White House aspirants focus on next battleground: New Hampshire

Washington, Feb 3 (IANS) Ahead of the next presidential battle in New Hampshire, Hillary Clinton and Bernie Sanders both saw victory in their razor thin contest in Iowa, while Donald Trump, though much mellowed, insisted his brand is doing great.

In the Democratic race, edging out Sanders by the narrowest margin of just four votes (701-697) for the top spot in Monday night’s Iowa caucuses, Clinton downplayed her rival’s strong performance with young voters as her campaign spun it as a historic win.

Clinton said she would win over the young with her plans for college affordability and student debt relief.

But she also sought to lower expectations in next Tuesday’s New Hampshire primary, where polls have showed the neighbouring Vermont senator holding a lead.

“I know that they tend to favour their neighbors. That’s the pattern,” Clinton told CNN. “Senator Sanders is a neighbour, but I think we will have a good contest.”

“I am so thrilled,” said Clinton whose disastrous third place finish in 2008 in Iowa unravelled her first presidential bid.

“My luck was not that good last time around, and it was wonderful to win the caucus, to have that experience.”

However, the Sanders campaign painted it as a fight against the establishment and the powerful Clinton Machine.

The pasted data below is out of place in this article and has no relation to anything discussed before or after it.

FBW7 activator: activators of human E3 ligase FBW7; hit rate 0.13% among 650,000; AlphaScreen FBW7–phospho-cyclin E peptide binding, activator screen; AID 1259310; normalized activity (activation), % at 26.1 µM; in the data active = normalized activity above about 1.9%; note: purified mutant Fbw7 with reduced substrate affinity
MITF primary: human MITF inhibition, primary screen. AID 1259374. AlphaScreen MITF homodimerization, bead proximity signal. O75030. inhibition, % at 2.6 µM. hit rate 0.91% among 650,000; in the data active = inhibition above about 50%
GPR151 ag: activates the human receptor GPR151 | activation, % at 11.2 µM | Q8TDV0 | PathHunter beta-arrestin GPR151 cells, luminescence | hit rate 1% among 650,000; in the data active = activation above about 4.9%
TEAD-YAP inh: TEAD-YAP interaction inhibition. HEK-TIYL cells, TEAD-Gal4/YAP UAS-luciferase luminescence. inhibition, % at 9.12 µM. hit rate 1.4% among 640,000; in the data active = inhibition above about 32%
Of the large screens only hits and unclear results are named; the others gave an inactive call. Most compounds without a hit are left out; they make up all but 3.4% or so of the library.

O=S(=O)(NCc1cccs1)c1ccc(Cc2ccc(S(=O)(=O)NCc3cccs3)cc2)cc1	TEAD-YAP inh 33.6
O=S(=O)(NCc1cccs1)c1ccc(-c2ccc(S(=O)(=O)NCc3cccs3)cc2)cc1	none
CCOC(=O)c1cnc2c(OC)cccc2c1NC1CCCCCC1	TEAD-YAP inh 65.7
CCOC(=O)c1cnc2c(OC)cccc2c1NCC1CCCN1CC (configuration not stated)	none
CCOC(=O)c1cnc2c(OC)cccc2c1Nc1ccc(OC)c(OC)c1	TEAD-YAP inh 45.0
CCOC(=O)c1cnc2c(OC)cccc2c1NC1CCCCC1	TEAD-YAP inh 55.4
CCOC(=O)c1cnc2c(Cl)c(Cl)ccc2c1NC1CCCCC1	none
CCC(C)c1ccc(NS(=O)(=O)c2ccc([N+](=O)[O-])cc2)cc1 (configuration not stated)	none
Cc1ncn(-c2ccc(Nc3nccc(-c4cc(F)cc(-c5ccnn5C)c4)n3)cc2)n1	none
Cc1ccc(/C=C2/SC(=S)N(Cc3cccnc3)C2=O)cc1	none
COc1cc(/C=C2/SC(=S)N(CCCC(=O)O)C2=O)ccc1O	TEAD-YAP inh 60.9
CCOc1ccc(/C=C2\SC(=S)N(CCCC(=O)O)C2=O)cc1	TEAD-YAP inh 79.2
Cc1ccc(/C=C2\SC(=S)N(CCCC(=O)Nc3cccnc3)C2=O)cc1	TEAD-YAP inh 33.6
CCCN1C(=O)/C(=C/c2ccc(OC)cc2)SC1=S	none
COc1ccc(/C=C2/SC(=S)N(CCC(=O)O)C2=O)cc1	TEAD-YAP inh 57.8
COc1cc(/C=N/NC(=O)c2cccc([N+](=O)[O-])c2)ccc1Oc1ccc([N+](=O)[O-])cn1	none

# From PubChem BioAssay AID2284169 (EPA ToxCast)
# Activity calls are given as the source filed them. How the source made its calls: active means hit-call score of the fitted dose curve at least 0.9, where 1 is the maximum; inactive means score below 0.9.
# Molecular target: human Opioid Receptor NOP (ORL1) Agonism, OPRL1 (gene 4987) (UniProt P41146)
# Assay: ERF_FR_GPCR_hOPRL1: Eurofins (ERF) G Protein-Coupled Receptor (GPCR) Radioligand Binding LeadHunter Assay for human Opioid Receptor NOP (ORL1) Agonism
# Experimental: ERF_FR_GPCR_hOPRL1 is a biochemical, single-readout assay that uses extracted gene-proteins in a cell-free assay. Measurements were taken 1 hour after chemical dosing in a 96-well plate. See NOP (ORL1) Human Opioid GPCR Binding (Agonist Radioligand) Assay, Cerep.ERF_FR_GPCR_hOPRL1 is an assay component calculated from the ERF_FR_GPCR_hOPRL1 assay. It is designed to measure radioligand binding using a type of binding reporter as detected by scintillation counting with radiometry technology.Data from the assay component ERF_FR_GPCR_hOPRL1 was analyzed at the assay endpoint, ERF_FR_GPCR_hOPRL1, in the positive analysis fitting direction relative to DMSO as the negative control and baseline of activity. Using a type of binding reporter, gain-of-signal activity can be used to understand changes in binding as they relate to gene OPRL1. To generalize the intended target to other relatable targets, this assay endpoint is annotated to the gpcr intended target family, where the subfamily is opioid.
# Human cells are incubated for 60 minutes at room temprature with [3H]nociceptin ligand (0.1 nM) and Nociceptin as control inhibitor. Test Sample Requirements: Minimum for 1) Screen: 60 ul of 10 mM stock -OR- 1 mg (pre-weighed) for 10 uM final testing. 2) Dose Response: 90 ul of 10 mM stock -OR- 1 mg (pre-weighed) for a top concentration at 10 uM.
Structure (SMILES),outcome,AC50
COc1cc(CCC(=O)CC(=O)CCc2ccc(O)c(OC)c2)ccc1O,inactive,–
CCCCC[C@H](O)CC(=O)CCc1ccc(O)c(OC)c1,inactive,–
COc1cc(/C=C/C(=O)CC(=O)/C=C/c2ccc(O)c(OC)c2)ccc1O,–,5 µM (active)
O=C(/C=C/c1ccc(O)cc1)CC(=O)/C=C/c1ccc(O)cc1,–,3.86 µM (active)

“We went toe-to-toe with the establishment,” Sanders campaign manager Jeff Weaver told CNN on Tuesday.

“We’re going to fight really hard in New Hampshire and then we’re going to Nevada, to South Carolina, we’re doing well around the country,” Sanders himself said shortly landing in New Hampshire.

Sanders, who trailed Clinton in Iowa by 30 points three months ago, told a raucous crowd chanting “Bernie, Bernie” that his campaign made stunning progress.

“Nine months ago, we came to this beautiful state, we had no political organization, we had no money, we had no name recognition and we were taking on the most powerful political organization in the United States of America,” he said.

Meanwhile, on the Republican side, Trump acknowledged his decision to skip the last Republican debate before the Iowa caucuses may have led to his finishing second to Texas Senator Ted Cruz.

Still, Trump said he would make the same decision again, pointing to the $6 million he raised for veterans’ charities.

But the real estate mogul refused to concede any mistakes his campaign may have made in Iowa and said he was not concerned about how his runner-up finish in Iowa could affect the brand he has promoted throughout his career and campaign: that of a winner.

“I think my brand is doing great,” Trump told reporters.

In the latest CNN Poll of Polls, Trump led Cruz 31 percent to 13 percent with third finisher Florida senator Marco Rubio at 11 percent.

But given his clear victory over Trump in Iowa, Cruz campaign is expecting a significant uptick in polling and fundraising in the coming days. Taking a victory lap in New Hampshire, Cruz attributed his caucus win to a “grassroots army.”

Rubio too faces a key test with keeping the momentum alive after his third place finish in Iowa.

Former Arkansas Governor Mike Huckabee has already called it quits. Retired neurosurgeon Ben Carson has gone home to Florida “for a change of clothes” after his fourth place finish in Iowa.

Meanwhile, former Florida governor Jeb Bush, Ohio governor John Kasich and New Jersey governor Chris Christie, are said to be trying to rally establishment-minded Republicans to their side in New Hampshire.

(Arun Kumar can be contacted at arun.kumar@ians.in)

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